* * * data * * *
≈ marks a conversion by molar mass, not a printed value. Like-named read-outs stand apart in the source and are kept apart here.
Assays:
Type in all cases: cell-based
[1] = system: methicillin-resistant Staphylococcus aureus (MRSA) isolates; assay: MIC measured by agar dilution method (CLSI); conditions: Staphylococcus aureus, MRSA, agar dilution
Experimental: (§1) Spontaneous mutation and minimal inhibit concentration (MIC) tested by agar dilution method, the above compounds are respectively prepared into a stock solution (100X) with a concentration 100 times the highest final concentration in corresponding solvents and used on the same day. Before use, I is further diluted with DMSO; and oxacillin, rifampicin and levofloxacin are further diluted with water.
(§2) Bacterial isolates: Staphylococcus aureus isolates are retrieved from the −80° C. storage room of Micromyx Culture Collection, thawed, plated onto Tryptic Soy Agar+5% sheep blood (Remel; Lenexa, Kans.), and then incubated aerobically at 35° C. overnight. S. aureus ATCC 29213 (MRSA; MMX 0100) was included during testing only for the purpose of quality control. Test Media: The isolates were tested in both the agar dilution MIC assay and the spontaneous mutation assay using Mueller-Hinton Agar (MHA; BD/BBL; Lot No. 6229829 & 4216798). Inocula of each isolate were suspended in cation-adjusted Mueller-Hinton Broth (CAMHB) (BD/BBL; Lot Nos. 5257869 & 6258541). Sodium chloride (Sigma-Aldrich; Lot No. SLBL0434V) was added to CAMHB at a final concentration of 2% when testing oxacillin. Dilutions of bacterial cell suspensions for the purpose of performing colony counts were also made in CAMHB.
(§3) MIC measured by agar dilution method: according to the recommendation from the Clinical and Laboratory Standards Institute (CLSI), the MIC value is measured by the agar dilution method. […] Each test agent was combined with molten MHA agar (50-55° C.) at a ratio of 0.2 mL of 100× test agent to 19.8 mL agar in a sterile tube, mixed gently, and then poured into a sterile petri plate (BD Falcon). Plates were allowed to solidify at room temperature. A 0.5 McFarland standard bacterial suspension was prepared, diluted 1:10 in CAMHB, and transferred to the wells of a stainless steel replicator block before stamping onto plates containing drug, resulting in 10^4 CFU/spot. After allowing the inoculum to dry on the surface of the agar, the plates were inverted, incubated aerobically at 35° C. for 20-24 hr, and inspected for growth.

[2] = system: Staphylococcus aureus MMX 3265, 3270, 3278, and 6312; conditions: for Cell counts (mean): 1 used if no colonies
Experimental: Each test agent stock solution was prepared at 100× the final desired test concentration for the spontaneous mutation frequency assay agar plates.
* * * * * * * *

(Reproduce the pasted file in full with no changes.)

≈ marks a conversion by molar mass, not a printed value. Like-named read-outs stand apart in the source and are kept apart here.
Assays:
Type in all cases: cell-based
[1] = system: methicillin-resistant Staphylococcus aureus (MRSA) isolates; assay: MIC measured by agar dilution method (CLSI); conditions: Staphylococcus aureus, MRSA, agar dilution
Experimental: (§1) Spontaneous mutation and minimal inhibit concentration (MIC) tested by agar dilution method, the above compounds are respectively prepared into a stock solution (100X) with a concentration 100 times the highest final concentration in corresponding solvents and used on the same day. Before use, I is further diluted with DMSO; and oxacillin, rifampicin and levofloxacin are further diluted with water.
(§2) Bacterial isolates: Staphylococcus aureus isolates are retrieved from the −80° C. storage room of Micromyx Culture Collection, thawed, plated onto Tryptic Soy Agar+5% sheep blood (Remel; Lenexa, Kans.), and then incubated aerobically at 35° C. overnight. S. aureus ATCC 29213 (MRSA; MMX 0100) was included during testing only for the purpose of quality control. Test Media: The isolates were tested in both the agar dilution MIC assay and the spontaneous mutation assay using Mueller-Hinton Agar (MHA; BD/BBL; Lot No. 6229829 & 4216798). Inocula of each isolate were suspended in cation-adjusted Mueller-Hinton Broth (CAMHB) (BD/BBL; Lot Nos. 5257869 & 6258541). Sodium chloride (Sigma-Aldrich; Lot No. SLBL0434V) was added to CAMHB at a final concentration of 2% when testing oxacillin. Dilutions of bacterial cell suspensions for the purpose of performing colony counts were also made in CAMHB.
(§3) MIC measured by agar dilution method: according to the recommendation from the Clinical and Laboratory Standards Institute (CLSI), the MIC value is measured by the agar dilution method. […] Each test agent was combined with molten MHA agar (50-55° C.) at a ratio of 0.2 mL of 100× test agent to 19.8 mL agar in a sterile tube, mixed gently, and then poured into a sterile petri plate (BD Falcon). Plates were allowed to solidify at room temperature. A 0.5 McFarland standard bacterial suspension was prepared, diluted 1:10 in CAMHB, and transferred to the wells of a stainless steel replicator block before stamping onto plates containing drug, resulting in 10^4 CFU/spot. After allowing the inoculum to dry on the surface of the agar, the plates were inverted, incubated aerobically at 35° C. for 20-24 hr, and inspected for growth.

[2] = system: Staphylococcus aureus MMX 3265, 3270, 3278, and 6312; conditions: for Cell counts (mean): 1 used if no colonies
Experimental: Each test agent stock solution was prepared at 100× the final desired test concentration for the spontaneous mutation frequency assay agar plates.